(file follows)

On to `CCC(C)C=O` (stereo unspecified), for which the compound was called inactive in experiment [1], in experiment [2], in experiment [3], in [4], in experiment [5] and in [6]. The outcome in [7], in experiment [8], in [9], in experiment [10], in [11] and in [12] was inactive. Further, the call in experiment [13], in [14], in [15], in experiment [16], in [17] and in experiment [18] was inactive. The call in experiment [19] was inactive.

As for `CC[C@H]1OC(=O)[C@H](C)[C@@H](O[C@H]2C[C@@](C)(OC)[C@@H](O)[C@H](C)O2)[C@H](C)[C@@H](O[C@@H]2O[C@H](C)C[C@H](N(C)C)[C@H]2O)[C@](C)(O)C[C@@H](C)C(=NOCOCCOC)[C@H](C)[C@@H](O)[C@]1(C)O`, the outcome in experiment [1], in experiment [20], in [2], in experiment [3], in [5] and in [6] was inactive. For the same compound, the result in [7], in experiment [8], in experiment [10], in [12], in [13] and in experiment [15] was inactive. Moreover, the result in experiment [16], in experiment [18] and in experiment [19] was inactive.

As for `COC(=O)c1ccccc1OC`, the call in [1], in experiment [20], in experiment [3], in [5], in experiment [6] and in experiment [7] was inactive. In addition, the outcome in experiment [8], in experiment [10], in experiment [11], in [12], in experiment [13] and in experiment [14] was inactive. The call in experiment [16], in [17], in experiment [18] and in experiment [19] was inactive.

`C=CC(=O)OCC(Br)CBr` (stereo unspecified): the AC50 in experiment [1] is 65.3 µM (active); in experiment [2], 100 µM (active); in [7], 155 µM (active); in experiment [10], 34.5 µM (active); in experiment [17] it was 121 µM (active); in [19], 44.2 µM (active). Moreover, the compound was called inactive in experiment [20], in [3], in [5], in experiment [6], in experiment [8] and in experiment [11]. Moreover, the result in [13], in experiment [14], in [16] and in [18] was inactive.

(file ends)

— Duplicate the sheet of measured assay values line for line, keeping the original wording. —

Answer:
On to `CCC(C)C=O` (stereo unspecified), for which the compound was called inactive in experiment [1], in experiment [2], in experiment [3], in [4], in experiment [5] and in [6]. The outcome in [7], in experiment [8], in [9], in experiment [10], in [11] and in [12] was inactive. Further, the call in experiment [13], in [14], in [15], in experiment [16], in [17] and in experiment [18] was inactive. The call in experiment [19] was inactive.

As for `CC[C@H]1OC(=O)[C@H](C)[C@@H](O[C@H]2C[C@@](C)(OC)[C@@H](O)[C@H](C)O2)[C@H](C)[C@@H](O[C@@H]2O[C@H](C)C[C@H](N(C)C)[C@H]2O)[C@](C)(O)C[C@@H](C)C(=NOCOCCOC)[C@H](C)[C@@H](O)[C@]1(C)O`, the outcome in experiment [1], in experiment [20], in [2], in experiment [3], in [5] and in [6] was inactive. For the same compound, the result in [7], in experiment [8], in experiment [10], in [12], in [13] and in experiment [15] was inactive. Moreover, the result in experiment [16], in experiment [18] and in experiment [19] was inactive.

As for `COC(=O)c1ccccc1OC`, the call in [1], in experiment [20], in experiment [3], in [5], in experiment [6] and in experiment [7] was inactive. In addition, the outcome in experiment [8], in experiment [10], in experiment [11], in [12], in experiment [13] and in experiment [14] was inactive. The call in experiment [16], in [17], in experiment [18] and in experiment [19] was inactive.

`C=CC(=O)OCC(Br)CBr` (stereo unspecified): the AC50 in experiment [1] is 65.3 µM (active); in experiment [2], 100 µM (active); in [7], 155 µM (active); in experiment [10], 34.5 µM (active); in experiment [17] it was 121 µM (active); in [19], 44.2 µM (active). Moreover, the compound was called inactive in experiment [20], in [3], in [5], in experiment [6], in experiment [8] and in experiment [11]. Moreover, the result in [13], in experiment [14], in [16] and in [18] was inactive.